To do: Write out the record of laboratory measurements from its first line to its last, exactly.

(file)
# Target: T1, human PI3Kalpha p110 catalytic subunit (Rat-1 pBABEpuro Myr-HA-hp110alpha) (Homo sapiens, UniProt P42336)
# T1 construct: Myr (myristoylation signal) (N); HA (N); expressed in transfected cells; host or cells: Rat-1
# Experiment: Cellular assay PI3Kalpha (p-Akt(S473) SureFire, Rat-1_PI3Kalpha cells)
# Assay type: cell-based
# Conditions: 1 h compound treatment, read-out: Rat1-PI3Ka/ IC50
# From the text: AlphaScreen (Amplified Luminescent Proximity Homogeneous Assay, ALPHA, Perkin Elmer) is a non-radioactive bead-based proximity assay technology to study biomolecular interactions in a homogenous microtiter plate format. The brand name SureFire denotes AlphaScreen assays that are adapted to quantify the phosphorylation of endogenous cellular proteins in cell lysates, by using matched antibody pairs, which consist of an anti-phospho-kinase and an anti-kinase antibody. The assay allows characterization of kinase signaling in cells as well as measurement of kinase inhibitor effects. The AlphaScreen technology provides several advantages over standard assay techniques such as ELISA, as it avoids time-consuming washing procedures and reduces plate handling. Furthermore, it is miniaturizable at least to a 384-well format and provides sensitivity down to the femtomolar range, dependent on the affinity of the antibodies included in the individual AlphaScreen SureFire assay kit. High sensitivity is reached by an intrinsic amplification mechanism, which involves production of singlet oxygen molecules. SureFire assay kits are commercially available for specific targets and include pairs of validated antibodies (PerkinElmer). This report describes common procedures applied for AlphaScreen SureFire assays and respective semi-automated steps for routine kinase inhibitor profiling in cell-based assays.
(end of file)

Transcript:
# Target: T1, human PI3Kalpha p110 catalytic subunit (Rat-1 pBABEpuro Myr-HA-hp110alpha) (Homo sapiens, UniProt P42336)
# T1 construct: Myr (myristoylation signal) (N); HA (N); expressed in transfected cells; host or cells: Rat-1
# Experiment: Cellular assay PI3Kalpha (p-Akt(S473) SureFire, Rat-1_PI3Kalpha cells)
# Assay type: cell-based
# Conditions: 1 h compound treatment, read-out: Rat1-PI3Ka/ IC50
# From the text: AlphaScreen (Amplified Luminescent Proximity Homogeneous Assay, ALPHA, Perkin Elmer) is a non-radioactive bead-based proximity assay technology to study biomolecular interactions in a homogenous microtiter plate format. The brand name SureFire denotes AlphaScreen assays that are adapted to quantify the phosphorylation of endogenous cellular proteins in cell lysates, by using matched antibody pairs, which consist of an anti-phospho-kinase and an anti-kinase antibody. The assay allows characterization of kinase signaling in cells as well as measurement of kinase inhibitor effects. The AlphaScreen technology provides several advantages over standard assay techniques such as ELISA, as it avoids time-consuming washing procedures and reduces plate handling. Furthermore, it is miniaturizable at least to a 384-well format and provides sensitivity down to the femtomolar range, dependent on the affinity of the antibodies included in the individual AlphaScreen SureFire assay kit. High sensitivity is reached by an intrinsic amplification mechanism, which involves production of singlet oxygen molecules. SureFire assay kits are commercially available for specific targets and include pairs of validated antibodies (PerkinElmer). This report describes common procedures applied for AlphaScreen SureFire assays and respective semi-automated steps for routine kinase inhibitor profiling in cell-based assays.